The GTV6, brainchild of Giorgetto Giugiaro, features the Busso V6 engine (named after the Alfa engineer Giuseppe Busso), highly regarded for being silky smooth and having a unique rorty soundtrack. In fact, those of you who follow the Grand Tour on Amazon will have seen Jeremy Clarkson drive a stunning example of this icon in the beautiful Scottish Highlands. However, what you perhaps didn’t know is that Clarkson fell so in love with this car that he took it home (after confessing the GTV6 was one of the few cars he’d previously owned and regretted selling), and it became one of his daily drivers. This is exceptionally high praise coming from someone who has driven practically everything on the market and can afford the latest supercars. This Alfa also has a racing pedigree, winning the European Touring Car Championship four years in a row from 1982 and its class at the Tour de Corse four times consecutively from 1983. However, it’s probably best-known thanks to its role in James Bond’s Octopussy. All that said, turning the GTV6 into an all-terrain rally car is no easy task. Work began with a 3D-laser scan to digitally engineer and design the vehicle. Bridan explains that his inspiration was taken from “vintage rally cars, particularly the Lancia Integrale S4, and cars that raced in the East African Rally.” I love how he seamlessly incorporates these styling cues into the Alfa, which wouldn’t look out of place in the classic Group B lineup.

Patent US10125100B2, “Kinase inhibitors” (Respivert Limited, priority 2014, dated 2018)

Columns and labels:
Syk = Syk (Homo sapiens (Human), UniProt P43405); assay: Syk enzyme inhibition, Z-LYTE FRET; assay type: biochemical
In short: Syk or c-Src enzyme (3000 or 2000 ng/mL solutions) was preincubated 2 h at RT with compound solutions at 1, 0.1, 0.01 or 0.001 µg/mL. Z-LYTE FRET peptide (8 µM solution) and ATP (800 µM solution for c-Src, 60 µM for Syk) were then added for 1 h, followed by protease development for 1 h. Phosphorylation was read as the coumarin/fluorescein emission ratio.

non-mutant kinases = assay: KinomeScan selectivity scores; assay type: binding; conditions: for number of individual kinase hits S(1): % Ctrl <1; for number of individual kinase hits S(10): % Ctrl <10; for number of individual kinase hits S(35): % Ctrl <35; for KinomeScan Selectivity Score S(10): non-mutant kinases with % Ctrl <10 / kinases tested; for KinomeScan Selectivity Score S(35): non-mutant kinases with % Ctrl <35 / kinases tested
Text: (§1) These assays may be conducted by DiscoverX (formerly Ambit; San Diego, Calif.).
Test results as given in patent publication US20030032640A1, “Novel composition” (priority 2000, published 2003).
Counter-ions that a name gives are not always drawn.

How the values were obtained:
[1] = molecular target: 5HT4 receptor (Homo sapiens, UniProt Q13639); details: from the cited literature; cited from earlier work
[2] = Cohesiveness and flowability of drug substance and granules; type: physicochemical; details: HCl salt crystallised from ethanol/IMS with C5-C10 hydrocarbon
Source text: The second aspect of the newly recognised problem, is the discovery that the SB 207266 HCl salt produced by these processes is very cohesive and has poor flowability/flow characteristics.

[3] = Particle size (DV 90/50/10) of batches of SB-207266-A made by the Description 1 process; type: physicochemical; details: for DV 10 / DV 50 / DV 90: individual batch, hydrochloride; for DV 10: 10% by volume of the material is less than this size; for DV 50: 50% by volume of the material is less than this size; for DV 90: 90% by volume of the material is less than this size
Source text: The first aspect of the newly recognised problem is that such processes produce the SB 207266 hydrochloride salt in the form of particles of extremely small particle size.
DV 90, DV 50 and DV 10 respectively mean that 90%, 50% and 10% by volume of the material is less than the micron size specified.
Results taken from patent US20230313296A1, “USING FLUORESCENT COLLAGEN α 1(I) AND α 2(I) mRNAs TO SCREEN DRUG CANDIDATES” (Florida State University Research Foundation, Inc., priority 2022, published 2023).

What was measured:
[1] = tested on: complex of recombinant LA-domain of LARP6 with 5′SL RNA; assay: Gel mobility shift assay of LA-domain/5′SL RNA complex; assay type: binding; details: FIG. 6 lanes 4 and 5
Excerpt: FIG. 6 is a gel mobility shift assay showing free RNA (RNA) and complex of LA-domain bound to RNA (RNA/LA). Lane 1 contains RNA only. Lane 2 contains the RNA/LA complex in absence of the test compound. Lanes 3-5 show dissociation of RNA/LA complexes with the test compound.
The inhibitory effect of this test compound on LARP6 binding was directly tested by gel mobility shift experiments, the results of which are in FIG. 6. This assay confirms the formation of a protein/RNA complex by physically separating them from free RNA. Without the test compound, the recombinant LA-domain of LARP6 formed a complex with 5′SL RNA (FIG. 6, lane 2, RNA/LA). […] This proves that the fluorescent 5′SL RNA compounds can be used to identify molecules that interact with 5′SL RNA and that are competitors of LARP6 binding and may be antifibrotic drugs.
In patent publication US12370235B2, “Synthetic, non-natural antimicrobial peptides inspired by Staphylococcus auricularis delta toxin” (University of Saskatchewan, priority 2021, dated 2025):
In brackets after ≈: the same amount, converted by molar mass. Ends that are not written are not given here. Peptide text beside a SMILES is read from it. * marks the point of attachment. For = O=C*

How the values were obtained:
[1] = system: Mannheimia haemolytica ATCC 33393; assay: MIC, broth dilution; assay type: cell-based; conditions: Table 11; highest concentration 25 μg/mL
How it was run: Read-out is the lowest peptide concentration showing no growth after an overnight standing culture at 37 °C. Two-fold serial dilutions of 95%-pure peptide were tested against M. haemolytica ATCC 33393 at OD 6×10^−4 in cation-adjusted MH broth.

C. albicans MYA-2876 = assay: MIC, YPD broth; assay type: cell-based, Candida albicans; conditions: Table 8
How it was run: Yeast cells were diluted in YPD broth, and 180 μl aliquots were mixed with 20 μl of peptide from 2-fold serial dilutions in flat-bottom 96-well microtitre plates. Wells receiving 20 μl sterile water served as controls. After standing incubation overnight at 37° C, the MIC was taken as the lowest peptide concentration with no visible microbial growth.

These rally credentials were achieved thanks to a number of drastic modifications. The body was lifted 6.5 inches from stock height and fitted with a specifically engineered full coilover front and rear conversion (stress-tested to 10 tons). The front suspension showcases custom arms, linkages, and shock mounts, whilst the rear is fitted with adjustable mounted coilovers in the trunk area (a custom gas tank was fabricated to accommodate the rear coilover conversion). This monster setup was matched with 205/75R15 tires, which further enhances the Alfa’s all-terrain performance. Front and rear skid plates (including exhaust protection) with built-in fog lights and tow hooks protect the underside. Meanwhile side skid bars also offer handy access to the roof rack (incorporating a lightbar and aero spoiler to deflect air around the spare tires). The rear hatch accommodates two full-size spare wheels, an outdoor trunk area, and integrated storage for 10 gallons of fuel. The Alpine includes Aether-designed livery and color breakup, with a color-matched roll bar for added safety and style. Maintenance and adventure preparation will be carried out in the future by High Tech Automotive in Silver Lake, Los Angeles.